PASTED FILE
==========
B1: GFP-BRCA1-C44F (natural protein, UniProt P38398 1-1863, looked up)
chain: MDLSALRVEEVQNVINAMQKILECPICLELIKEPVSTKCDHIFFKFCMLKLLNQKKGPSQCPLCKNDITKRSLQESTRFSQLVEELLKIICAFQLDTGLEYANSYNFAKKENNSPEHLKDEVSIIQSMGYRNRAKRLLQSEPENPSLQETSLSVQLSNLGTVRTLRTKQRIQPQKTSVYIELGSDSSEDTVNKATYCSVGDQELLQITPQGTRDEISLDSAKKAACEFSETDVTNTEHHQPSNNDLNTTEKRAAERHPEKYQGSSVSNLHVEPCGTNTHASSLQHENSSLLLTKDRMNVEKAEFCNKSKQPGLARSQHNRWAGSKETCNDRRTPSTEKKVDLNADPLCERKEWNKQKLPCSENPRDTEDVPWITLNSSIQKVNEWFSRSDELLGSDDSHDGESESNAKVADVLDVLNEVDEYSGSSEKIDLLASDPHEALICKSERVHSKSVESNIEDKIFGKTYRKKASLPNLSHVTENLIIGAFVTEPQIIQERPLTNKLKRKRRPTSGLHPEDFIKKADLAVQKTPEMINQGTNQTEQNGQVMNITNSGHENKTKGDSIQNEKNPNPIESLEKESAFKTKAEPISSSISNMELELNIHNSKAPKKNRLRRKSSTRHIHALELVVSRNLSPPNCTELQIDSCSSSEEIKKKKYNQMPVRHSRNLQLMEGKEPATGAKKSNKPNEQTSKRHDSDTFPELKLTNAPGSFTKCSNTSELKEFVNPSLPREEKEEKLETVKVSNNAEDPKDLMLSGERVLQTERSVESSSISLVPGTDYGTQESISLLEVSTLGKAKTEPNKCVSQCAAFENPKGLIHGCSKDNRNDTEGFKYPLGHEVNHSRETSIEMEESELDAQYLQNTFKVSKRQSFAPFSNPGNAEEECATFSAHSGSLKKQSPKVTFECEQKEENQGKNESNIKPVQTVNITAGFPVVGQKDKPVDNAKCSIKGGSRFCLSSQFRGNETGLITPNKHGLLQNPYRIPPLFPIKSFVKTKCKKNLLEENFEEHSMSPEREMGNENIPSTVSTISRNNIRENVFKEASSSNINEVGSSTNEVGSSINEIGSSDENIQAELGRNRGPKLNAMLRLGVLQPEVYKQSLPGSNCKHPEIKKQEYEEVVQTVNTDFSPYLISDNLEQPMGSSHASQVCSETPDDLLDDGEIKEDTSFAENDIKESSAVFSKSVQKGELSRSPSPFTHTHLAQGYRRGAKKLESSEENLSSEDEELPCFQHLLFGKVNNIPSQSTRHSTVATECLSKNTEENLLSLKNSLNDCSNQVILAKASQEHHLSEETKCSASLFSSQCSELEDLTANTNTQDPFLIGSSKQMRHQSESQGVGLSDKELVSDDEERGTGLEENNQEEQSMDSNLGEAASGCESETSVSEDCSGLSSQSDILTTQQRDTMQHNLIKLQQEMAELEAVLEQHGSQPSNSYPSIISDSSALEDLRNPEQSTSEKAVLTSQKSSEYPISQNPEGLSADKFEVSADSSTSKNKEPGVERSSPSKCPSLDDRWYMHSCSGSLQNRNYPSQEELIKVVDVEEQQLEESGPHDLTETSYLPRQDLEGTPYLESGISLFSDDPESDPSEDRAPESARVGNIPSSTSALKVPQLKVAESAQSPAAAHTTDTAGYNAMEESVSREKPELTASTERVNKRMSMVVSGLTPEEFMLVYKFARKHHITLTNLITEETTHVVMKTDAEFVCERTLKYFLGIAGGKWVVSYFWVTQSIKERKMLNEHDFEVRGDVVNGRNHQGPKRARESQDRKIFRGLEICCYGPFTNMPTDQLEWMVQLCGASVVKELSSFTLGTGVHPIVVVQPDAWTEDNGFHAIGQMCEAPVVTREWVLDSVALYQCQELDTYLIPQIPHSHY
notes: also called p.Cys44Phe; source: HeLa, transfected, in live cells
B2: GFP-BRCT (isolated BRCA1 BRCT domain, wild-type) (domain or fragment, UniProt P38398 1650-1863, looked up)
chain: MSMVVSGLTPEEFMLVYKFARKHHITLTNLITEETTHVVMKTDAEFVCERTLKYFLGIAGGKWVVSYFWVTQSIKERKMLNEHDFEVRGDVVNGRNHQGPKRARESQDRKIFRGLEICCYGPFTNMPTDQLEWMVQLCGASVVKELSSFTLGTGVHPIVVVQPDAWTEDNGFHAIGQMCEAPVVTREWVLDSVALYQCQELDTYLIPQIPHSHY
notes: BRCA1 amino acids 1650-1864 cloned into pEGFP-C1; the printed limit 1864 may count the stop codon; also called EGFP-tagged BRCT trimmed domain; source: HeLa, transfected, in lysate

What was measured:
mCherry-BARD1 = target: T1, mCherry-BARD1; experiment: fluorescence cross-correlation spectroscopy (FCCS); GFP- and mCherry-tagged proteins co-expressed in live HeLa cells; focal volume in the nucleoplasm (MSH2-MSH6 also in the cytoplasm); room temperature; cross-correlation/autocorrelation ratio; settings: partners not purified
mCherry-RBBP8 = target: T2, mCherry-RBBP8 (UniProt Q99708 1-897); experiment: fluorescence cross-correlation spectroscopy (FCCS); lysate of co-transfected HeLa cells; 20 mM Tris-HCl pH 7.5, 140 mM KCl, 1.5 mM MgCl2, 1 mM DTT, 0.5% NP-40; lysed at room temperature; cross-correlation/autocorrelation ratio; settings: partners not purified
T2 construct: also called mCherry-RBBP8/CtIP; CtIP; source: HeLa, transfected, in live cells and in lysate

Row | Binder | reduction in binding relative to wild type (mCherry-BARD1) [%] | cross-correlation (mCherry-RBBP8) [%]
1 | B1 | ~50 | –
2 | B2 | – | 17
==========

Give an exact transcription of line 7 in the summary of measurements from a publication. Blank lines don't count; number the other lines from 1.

What was measured: